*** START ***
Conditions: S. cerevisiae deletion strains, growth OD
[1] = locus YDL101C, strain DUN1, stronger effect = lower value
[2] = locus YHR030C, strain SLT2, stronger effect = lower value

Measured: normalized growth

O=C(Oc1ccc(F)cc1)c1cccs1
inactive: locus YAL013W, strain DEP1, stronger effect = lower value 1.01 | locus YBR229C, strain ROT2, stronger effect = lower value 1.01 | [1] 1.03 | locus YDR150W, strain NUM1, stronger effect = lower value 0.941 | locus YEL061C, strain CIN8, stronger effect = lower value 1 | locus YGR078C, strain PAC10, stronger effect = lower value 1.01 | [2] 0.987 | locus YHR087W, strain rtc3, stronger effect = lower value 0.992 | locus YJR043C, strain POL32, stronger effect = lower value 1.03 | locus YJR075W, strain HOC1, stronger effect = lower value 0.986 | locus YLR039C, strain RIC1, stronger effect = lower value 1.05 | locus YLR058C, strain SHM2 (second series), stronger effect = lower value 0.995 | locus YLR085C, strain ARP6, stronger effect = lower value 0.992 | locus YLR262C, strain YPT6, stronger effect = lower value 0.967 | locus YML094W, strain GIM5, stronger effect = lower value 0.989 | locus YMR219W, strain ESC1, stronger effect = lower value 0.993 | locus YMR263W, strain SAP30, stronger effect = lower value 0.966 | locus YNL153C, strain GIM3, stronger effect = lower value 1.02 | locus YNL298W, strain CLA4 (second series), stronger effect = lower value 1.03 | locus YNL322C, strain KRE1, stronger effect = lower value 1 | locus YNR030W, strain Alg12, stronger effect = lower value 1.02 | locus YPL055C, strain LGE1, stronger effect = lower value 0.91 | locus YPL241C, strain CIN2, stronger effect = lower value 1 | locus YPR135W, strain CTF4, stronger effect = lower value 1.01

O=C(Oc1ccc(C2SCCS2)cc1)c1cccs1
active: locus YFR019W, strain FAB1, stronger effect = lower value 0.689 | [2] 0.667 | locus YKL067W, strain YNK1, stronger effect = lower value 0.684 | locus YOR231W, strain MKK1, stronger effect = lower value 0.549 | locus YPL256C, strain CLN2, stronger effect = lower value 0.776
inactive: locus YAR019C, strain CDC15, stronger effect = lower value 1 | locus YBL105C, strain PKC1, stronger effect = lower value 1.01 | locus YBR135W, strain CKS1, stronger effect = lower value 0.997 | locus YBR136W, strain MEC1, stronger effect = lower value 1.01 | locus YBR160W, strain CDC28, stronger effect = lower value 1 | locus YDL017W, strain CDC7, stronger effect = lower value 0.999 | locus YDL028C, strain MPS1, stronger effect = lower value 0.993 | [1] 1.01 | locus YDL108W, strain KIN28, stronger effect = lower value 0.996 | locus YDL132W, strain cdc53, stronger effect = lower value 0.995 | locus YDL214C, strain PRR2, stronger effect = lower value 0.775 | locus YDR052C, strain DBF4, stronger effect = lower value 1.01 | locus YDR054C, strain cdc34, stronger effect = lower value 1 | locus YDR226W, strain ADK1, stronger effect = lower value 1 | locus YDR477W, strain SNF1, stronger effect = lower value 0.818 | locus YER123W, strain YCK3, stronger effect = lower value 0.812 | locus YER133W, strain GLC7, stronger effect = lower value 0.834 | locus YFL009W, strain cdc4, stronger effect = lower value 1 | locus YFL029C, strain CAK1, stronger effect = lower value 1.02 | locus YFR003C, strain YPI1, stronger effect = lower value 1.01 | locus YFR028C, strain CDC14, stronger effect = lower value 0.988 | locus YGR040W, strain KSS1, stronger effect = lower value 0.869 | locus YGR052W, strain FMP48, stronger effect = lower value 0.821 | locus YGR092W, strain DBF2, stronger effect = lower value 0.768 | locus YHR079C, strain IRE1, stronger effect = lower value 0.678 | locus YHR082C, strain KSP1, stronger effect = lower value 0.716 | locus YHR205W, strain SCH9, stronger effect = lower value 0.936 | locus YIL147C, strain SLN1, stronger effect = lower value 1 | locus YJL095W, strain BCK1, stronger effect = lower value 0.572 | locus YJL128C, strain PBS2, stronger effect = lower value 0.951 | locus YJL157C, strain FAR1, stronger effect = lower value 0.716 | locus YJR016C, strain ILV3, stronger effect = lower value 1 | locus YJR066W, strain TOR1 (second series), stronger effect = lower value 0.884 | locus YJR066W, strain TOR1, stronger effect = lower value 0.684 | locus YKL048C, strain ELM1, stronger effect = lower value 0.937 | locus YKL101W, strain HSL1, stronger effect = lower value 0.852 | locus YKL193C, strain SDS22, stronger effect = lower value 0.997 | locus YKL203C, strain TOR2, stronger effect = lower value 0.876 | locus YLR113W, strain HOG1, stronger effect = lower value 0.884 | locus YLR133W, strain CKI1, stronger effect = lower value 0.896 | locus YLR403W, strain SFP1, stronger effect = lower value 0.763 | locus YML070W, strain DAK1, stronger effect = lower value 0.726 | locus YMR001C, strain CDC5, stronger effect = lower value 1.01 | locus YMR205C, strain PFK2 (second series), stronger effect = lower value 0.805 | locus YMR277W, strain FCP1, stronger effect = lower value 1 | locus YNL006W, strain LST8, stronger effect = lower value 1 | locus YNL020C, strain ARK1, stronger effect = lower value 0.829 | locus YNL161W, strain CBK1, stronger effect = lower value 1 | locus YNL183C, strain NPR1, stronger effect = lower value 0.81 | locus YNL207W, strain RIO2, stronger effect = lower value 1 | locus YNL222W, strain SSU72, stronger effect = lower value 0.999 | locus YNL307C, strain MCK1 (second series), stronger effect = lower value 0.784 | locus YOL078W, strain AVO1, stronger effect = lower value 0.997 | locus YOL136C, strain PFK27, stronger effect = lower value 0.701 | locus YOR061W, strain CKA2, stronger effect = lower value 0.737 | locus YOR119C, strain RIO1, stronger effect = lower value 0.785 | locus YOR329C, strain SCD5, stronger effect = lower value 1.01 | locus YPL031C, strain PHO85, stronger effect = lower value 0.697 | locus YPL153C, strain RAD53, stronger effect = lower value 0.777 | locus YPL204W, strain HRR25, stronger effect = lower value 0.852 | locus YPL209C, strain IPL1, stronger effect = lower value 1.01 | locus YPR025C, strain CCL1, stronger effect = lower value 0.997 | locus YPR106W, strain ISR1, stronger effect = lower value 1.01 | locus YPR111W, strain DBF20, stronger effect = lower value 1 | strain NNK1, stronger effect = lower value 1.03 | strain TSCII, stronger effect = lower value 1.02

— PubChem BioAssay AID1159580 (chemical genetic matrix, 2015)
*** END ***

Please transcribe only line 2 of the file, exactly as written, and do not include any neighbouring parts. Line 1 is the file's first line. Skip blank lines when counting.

[1] = locus YDL101C, strain DUN1, stronger effect = lower value